The Telegraph
Friday , August 29 , 2014
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- Writing to the sound of grinding axes

ONE LIFE IS NOT ENOUGH: An Autobiography By K. Natwar Singh, Rupa, Rs 500

Kunwar Natwar Singh (picture) mentioned in an earlier book that when he left career diplomacy for politics, Indira Gandhi advised him to cultivate a thicker skin. That also implied an element of worldly cynicism, of which there is no trace here. He is flattered by the attentions of a British businessman whom Ted Heath dismissed as “the unpleasant and unacceptable face of capitalism”, and demonstrates none of his heroine’s realism about Moscow’s motives in gushing the Soviet Union is “a genuine friend of India.”

Instead of being “flattered” or “worried” by the “unexpected interest” his autobiography has aroused, Natwar should be chuckling up his sleeve at sales rocketing, not because of any monstrous cat he has let out of the bag, but because of a television channel’s excited hype. The rest of the media followed like lemmings. In the event, Sonia Gandhi has to contend with only the feeble kitten of Natwar’s guess that Rahul’s fears for her life and not her “inner voice” persuaded her to refuse the prime ministership. The two aren’t irreconcilable. Both Chappaquidick and the pleas of an ageing mother who had lost two sons influenced Ted Kennedy’s decision not to run for president. The author must know that probabilities and possibilities outweigh certitudes in politics and there is no exact means of apportioning responsibility in decision-making.

Otherwise, this is a readable (despite some familiar anecdotes from earlier books) insider’s account of “mera kya, mujhe kya” Delhi whose elite treated Narendra Modi as an untouchable. There was no danger of that happening to someone born in the lap of privilege who reminds us repeatedly of his ready access to Indira Gandhi and the benefits that flowed from it. He is also a master of the bon mot. One of his best was that Indians have a sense of eternity but not history. He says here that Nehru’s sisters were “given to inspired indiscretion”, that Mongols “built an empire but neglected to build a nation” and “the future lies in the past” for India-Pakistan relations.

The book’s weakness is the weakness of post-Nehru Congress politics. Attention focuses only on power. Public welfare is of little account. When Natwar says bank nationalization was “widely welcomed” or speaks of “pressure” to abolish privy purses, he is only justifying Indira Gandhi’s tactical moves. It’s a relief after this to find him admitting he isn’t proud of his own conduct during Indira Gandhi’s “brutal assault” on democracy. But, then, as Ambedkar wrote and Natwar Singh repeats with qualification, “Democracy in India is only a top dressing on Indian soil, which is essentially undemocratic.” Despite a sprinkling of platitudes, this doesn’t appear to be a major concern.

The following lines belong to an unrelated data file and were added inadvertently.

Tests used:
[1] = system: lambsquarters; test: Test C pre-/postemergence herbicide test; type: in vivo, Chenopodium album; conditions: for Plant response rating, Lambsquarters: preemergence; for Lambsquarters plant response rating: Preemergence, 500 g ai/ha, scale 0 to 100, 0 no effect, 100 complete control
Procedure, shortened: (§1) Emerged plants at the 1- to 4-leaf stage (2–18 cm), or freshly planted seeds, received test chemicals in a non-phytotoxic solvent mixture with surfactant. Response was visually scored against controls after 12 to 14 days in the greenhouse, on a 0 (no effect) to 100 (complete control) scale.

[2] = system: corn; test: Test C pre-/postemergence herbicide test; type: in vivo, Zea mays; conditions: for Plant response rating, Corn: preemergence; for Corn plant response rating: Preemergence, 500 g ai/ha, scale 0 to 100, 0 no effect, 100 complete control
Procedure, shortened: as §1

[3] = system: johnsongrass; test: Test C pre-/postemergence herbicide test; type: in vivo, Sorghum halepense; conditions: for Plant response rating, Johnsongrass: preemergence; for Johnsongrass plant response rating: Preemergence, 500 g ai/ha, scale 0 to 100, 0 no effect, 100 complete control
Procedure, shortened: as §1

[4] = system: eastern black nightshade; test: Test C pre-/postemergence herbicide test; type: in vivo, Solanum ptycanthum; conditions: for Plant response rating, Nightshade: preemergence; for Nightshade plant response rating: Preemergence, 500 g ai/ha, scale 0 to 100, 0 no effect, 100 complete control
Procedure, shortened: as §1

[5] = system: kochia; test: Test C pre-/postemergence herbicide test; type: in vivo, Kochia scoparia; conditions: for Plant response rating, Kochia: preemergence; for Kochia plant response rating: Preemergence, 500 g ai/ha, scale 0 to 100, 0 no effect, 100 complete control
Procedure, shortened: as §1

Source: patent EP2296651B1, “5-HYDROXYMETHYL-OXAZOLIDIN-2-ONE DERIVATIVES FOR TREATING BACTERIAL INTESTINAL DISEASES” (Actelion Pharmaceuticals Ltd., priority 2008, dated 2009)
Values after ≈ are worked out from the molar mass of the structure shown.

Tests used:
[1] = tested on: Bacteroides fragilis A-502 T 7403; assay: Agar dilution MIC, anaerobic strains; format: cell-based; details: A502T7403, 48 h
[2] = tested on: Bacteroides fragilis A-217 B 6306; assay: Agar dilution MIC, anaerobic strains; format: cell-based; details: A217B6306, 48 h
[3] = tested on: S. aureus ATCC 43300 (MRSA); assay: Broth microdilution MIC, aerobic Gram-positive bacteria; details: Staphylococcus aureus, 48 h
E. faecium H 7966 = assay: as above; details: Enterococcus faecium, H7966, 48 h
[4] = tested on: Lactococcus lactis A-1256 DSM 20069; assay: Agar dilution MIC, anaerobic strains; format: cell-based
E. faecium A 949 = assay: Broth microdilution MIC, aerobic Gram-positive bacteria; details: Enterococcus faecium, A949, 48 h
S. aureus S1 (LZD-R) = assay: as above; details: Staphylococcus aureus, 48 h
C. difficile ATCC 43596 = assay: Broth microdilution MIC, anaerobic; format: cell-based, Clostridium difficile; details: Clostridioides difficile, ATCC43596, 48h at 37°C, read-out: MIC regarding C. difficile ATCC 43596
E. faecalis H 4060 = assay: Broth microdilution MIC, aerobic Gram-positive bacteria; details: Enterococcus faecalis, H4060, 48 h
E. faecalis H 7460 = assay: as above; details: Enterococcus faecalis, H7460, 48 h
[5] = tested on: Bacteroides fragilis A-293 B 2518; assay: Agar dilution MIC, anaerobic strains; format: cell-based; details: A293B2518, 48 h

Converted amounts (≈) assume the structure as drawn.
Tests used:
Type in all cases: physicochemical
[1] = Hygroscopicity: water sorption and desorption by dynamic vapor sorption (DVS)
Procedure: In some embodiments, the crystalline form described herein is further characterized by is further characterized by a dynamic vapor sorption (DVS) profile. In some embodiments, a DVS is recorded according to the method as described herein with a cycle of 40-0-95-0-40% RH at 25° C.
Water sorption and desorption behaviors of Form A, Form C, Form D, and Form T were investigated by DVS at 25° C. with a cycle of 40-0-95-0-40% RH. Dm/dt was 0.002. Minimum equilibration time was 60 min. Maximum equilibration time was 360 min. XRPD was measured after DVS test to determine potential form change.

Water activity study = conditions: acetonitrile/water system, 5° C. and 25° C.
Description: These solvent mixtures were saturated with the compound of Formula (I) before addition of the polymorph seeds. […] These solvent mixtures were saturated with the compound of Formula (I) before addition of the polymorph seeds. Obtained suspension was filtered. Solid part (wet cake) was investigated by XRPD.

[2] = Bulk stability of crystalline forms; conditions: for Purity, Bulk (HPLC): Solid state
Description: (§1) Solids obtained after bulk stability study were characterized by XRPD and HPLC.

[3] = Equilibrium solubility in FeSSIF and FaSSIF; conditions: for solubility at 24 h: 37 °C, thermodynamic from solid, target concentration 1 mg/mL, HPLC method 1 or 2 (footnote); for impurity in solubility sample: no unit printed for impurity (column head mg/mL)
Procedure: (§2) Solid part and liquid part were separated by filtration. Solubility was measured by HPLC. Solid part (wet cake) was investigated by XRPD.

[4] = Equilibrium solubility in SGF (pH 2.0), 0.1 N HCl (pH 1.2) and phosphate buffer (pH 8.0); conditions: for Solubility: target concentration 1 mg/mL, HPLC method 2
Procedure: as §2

One Life Is Not Enough is more satisfying at a gossipy level. Although Natwar says his “nature is rooted in solitude”, he is an indefatigable communicator with 12 books demonstrating his avid interest in important people, significant places and notable events in which he played some part. Excepting Subimal Dutt, he found other Indian Civil Service officers “lacked gravitas.” The wife of Papua New Guinea’s Australian governor was too refined to countenance the word “toilet” — visitors had to “go for a walk”. A Pakistani high commissioner warned him never to say in Pakistan that Indians and Pakistanis were “the same people”.

However stern she might appear in India, Sonia was a “model of sophistication, good taste and debonair civility” in Moscow. Manmohan Singh, “a spineless man who never stands up for his colleagues”, had two long meetings with Paul Volcker, who investigated corruption in the Iraqi Oil for Food programme. Natwar’s comment — “No one knows what they talked about” — hints at the former prime minister’s complicity in the problems he faced over the Volcker report.

Such coyness is abandoned when it comes to his own record. Apparently, Natwar’s speech in the Lok Sabha after Pokharan II changed the mood of members. Modi invited SAARC leaders to his inaugural only after Natwar advised him not to neglect the neighbourhood. He brought together Nirad Chaudhuri and E.M. Forster, and christened A.K. Antony “St. Antony”. Arun Singh was sacked at his behest. He asked Sonia to support Jyoti Basu as prime minister in 1998, persuaded her to restore Arjun Singh to favour and advised her to “reinvent the party”. So far-reaching was his clout that Vladimir Yakunin, Russia’s deputy minister for railways, thanked Natwar for his promotion to full minister. Natwar doesn’t appear to have disclaimed responsibility.

Two incongruities deserve mention. Someone who is so conscious of being the Maharaja of Patiala’s son-in-law should know the Maharaja of Cooch Behar was the first president of the Calcutta Club because it was founded in the heyday of the raj as an exercise in race harmony. Europeans and Indians alternated as president, and the committee was equally divided between the two communities. Yet, he claims Indians couldn’t join or even enter the Calcutta Club!

Second, he accuses Sonia of reducing “one of the greatest political parties of the world to a rump of 44 members in the Lok Sabha.” The very next sentence is “No Indian could have behaved this way against me”. One wonders if destroying the Congress and his career were parts of a single foreign operation. Read in conjunction with the verdict that Manmohan Singh has left no legacy, it would seem that though the author professes to hold no grudges, he writes to the sound of gnashing teeth and grinding axes.